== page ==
Note from MR: This review is coming out of order in my Poirot Project recap! The bulk post for books 16, 17, & 18 will be published tomorrow.

This book is about what happens when an unstoppable force meets an immovable object. It is one of my absolute favorites of the Poirot novels for both the setting – the rose red city of Petra, Jordan – and the villainy of the ultimate victim.

Christie again draws on her experience travelling with her archeologist husband, Max Mallowan, as she did in Murder in Mesopotamia and Death on the Nile. In my opinion, this mystery is loads better than Murder in Mesopotamia, and is every bit as good as Death on the Nile.

The book begins with Poirot overhearing two people speaking in the hotel room next to his, through an open window. The voice of a man says “You do see, don’t you, that she’s got to be killed?” The first section of the book occurs at the hotel, where the reader is introduced to the Boynton family, including Mrs. Boynton, who is a simply unredeemable, petty domestic tyrant. She has exercised total psychological control over the four children who travel with her: Lennox Boynton, Raymond Boynton, Carol Boynton and Ginevra Boynton. She is manipulative and extremely cruel to her family, and she has them so cowed that they have simply collapsed under her tyranny.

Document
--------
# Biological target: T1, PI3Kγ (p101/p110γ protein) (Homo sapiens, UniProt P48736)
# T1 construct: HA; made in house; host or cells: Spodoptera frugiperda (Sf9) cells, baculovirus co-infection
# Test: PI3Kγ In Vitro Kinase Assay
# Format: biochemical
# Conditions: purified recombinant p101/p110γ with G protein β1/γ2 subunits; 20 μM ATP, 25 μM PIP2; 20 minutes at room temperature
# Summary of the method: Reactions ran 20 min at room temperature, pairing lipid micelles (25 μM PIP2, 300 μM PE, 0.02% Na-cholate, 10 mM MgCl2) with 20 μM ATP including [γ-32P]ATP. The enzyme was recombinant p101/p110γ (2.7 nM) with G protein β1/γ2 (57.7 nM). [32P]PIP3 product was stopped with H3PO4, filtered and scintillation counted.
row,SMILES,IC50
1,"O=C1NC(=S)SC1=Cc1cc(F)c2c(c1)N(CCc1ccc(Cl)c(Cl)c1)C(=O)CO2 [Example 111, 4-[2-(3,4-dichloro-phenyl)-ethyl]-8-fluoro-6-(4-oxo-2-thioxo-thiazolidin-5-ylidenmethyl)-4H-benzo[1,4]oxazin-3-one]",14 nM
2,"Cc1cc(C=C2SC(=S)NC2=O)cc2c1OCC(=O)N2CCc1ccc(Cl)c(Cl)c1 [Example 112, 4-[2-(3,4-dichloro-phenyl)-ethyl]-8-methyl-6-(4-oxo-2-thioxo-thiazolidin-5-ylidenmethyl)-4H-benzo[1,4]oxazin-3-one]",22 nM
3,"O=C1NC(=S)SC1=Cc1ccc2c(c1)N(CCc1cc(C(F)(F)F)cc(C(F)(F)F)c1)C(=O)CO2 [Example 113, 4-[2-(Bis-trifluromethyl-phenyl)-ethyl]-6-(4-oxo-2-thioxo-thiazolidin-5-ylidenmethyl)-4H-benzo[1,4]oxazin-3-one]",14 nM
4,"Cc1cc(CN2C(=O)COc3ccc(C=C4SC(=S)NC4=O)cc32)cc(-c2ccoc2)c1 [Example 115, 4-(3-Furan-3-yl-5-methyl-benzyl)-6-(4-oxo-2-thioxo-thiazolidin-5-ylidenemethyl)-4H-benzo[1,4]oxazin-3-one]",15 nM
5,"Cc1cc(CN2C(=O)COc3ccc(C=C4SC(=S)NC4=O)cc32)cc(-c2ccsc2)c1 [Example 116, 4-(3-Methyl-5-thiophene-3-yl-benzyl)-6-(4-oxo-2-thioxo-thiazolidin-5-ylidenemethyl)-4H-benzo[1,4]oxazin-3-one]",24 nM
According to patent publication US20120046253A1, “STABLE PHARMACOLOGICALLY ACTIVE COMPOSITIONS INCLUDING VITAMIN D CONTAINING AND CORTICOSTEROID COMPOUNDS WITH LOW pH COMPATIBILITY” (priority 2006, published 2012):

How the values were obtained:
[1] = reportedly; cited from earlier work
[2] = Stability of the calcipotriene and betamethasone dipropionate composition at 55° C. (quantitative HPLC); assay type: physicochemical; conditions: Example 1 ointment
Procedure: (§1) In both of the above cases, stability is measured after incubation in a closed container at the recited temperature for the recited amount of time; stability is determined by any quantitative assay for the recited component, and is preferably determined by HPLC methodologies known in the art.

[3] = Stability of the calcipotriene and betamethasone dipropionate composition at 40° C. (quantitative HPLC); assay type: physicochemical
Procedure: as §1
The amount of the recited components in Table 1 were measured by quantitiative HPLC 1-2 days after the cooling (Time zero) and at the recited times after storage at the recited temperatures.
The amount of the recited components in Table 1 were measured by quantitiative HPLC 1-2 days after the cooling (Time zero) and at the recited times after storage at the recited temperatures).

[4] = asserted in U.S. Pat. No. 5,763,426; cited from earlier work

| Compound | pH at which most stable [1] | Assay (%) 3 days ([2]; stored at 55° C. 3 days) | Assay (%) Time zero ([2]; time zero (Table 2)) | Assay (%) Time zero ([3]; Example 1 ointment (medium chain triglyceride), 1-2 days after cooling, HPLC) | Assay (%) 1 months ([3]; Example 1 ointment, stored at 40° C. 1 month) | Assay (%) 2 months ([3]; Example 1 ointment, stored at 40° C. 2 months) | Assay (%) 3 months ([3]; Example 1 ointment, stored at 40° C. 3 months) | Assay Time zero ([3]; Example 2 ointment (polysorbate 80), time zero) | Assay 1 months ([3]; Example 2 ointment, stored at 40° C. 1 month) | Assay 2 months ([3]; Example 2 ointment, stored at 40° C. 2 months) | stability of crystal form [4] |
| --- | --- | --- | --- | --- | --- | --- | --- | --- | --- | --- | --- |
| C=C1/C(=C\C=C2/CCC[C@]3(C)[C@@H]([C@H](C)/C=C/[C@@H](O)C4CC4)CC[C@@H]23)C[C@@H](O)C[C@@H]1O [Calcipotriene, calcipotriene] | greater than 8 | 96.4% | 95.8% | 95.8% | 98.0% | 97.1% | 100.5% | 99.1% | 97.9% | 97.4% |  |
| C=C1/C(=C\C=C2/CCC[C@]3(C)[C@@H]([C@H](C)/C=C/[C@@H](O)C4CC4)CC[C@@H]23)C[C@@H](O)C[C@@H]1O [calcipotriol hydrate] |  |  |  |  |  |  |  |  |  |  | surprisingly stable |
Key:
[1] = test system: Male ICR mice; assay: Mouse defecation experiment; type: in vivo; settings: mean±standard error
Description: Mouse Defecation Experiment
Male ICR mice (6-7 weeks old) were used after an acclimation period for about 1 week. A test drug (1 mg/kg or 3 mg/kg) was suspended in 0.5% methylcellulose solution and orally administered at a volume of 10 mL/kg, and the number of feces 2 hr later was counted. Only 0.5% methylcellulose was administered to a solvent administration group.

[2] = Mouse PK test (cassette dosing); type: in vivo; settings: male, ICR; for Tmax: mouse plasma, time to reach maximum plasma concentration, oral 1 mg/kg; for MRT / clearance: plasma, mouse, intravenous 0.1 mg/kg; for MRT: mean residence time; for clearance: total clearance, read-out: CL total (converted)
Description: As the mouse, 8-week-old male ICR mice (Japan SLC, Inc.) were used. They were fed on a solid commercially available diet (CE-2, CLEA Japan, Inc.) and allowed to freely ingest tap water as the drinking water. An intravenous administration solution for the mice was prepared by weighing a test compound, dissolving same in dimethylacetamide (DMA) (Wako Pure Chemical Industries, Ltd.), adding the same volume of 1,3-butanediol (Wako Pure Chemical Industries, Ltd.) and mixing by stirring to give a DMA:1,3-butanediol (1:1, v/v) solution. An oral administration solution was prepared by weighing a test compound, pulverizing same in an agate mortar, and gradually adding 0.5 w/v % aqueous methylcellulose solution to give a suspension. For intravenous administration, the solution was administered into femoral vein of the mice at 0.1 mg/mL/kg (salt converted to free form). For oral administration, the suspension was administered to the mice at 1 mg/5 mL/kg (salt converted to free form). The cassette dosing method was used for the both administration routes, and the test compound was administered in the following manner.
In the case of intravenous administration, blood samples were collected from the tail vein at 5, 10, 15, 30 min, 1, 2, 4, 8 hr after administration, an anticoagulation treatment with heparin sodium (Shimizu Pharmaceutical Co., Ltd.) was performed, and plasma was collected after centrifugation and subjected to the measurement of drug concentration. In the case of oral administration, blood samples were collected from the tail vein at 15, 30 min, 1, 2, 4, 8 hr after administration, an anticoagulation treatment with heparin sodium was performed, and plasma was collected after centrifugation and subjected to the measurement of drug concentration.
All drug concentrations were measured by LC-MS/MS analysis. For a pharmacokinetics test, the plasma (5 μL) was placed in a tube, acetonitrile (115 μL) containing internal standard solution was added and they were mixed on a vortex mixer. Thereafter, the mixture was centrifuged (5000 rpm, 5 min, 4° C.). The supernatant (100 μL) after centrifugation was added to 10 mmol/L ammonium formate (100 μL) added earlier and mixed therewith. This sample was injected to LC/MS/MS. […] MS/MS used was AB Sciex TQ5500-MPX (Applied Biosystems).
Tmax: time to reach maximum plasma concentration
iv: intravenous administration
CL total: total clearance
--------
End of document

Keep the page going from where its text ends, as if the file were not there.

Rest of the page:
The book is partially narrated by a young doctor named Sarah King, because once the Boynton family leaves Jerusalem for Petra, Poirot is not present until the end. The murder occurs with him off-stage. Sarah King is also an interesting character – one of Christie’s bright young women – and she is more than capable of seeing clearly that Mrs. Boynton is mostly pathetic, in spite of her ability to terrorize her family.

Mrs. Boynton is the sort of person who doesn’t understand that everyone has a breaking point, so by the time we get to Petra, it becomes clear that she is going to come to an unhappy end. This is essentially a closed circle mystery, with an ingenious solution. The first time I read it, I was a bit blindsided by the identity of the murderer. In subsequent readings, I’ve been astounded at how cleverly Christie drops clues into the book that, with exquisite subtlety, point the reader to whodunnit.